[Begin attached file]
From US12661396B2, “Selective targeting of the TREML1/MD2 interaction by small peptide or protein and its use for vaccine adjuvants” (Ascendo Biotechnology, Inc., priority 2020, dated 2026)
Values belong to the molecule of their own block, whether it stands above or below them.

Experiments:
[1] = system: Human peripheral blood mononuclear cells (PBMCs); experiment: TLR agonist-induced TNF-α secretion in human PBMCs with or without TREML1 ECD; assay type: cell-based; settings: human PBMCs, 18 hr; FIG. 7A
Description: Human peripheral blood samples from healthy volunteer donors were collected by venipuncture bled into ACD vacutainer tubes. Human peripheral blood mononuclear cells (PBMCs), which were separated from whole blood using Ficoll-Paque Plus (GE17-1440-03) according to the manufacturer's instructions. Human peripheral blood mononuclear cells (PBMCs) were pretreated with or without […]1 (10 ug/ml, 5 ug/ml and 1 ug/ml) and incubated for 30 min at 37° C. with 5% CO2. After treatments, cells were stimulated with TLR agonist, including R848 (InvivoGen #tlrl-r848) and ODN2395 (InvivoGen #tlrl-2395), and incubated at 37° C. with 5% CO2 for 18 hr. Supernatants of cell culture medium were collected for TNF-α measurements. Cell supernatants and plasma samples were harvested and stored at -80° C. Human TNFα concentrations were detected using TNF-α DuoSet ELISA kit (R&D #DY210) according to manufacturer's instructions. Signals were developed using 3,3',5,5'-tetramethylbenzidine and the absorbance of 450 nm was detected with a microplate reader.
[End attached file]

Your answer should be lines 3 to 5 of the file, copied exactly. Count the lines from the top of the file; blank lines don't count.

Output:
Experiments:
[1] = system: Human peripheral blood mononuclear cells (PBMCs); experiment: TLR agonist-induced TNF-α secretion in human PBMCs with or without TREML1 ECD; assay type: cell-based; settings: human PBMCs, 18 hr; FIG. 7A
Description: Human peripheral blood samples from healthy volunteer donors were collected by venipuncture bled into ACD vacutainer tubes. Human peripheral blood mononuclear cells (PBMCs), which were separated from whole blood using Ficoll-Paque Plus (GE17-1440-03) according to the manufacturer's instructions. Human peripheral blood mononuclear cells (PBMCs) were pretreated with or without […]1 (10 ug/ml, 5 ug/ml and 1 ug/ml) and incubated for 30 min at 37° C. with 5% CO2. After treatments, cells were stimulated with TLR agonist, including R848 (InvivoGen #tlrl-r848) and ODN2395 (InvivoGen #tlrl-2395), and incubated at 37° C. with 5% CO2 for 18 hr. Supernatants of cell culture medium were collected for TNF-α measurements. Cell supernatants and plasma samples were harvested and stored at -80° C. Human TNFα concentrations were detected using TNF-α DuoSet ELISA kit (R&D #DY210) according to manufacturer's instructions. Signals were developed using 3,3',5,5'-tetramethylbenzidine and the absorbance of 450 nm was detected with a microplate reader.